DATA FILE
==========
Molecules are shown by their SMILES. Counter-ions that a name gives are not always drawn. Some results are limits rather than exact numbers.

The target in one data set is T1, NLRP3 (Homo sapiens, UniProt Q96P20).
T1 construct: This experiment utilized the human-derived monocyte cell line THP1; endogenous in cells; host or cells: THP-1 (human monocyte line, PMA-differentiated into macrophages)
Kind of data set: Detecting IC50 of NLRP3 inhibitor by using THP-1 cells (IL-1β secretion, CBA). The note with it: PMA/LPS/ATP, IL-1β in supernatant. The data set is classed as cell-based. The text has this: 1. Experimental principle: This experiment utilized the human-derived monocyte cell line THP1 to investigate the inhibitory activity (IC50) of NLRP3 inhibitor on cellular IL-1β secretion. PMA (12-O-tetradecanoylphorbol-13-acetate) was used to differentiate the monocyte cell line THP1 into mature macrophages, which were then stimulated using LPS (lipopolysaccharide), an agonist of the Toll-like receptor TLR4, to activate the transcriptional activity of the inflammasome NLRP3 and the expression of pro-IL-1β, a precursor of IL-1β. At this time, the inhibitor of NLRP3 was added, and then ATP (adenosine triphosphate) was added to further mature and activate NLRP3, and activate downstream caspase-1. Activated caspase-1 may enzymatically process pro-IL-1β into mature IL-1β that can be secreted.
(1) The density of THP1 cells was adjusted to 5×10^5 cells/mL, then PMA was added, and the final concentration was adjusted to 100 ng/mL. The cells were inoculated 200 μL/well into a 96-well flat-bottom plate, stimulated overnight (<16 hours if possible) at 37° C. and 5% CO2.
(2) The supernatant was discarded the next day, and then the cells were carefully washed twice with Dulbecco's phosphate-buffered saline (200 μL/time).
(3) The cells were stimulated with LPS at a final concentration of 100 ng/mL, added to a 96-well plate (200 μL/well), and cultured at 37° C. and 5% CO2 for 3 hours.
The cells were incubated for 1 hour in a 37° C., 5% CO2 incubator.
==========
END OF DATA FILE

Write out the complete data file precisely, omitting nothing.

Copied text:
Molecules are shown by their SMILES. Counter-ions that a name gives are not always drawn. Some results are limits rather than exact numbers.

The target in one data set is T1, NLRP3 (Homo sapiens, UniProt Q96P20).
T1 construct: This experiment utilized the human-derived monocyte cell line THP1; endogenous in cells; host or cells: THP-1 (human monocyte line, PMA-differentiated into macrophages)
Kind of data set: Detecting IC50 of NLRP3 inhibitor by using THP-1 cells (IL-1β secretion, CBA). The note with it: PMA/LPS/ATP, IL-1β in supernatant. The data set is classed as cell-based. The text has this: 1. Experimental principle: This experiment utilized the human-derived monocyte cell line THP1 to investigate the inhibitory activity (IC50) of NLRP3 inhibitor on cellular IL-1β secretion. PMA (12-O-tetradecanoylphorbol-13-acetate) was used to differentiate the monocyte cell line THP1 into mature macrophages, which were then stimulated using LPS (lipopolysaccharide), an agonist of the Toll-like receptor TLR4, to activate the transcriptional activity of the inflammasome NLRP3 and the expression of pro-IL-1β, a precursor of IL-1β. At this time, the inhibitor of NLRP3 was added, and then ATP (adenosine triphosphate) was added to further mature and activate NLRP3, and activate downstream caspase-1. Activated caspase-1 may enzymatically process pro-IL-1β into mature IL-1β that can be secreted.
(1) The density of THP1 cells was adjusted to 5×10^5 cells/mL, then PMA was added, and the final concentration was adjusted to 100 ng/mL. The cells were inoculated 200 μL/well into a 96-well flat-bottom plate, stimulated overnight (<16 hours if possible) at 37° C. and 5% CO2.
(2) The supernatant was discarded the next day, and then the cells were carefully washed twice with Dulbecco's phosphate-buffered saline (200 μL/time).
(3) The cells were stimulated with LPS at a final concentration of 100 ng/mL, added to a 96-well plate (200 μL/well), and cultured at 37° C. and 5% CO2 for 3 hours.
The cells were incubated for 1 hour in a 37° C., 5% CO2 incubator.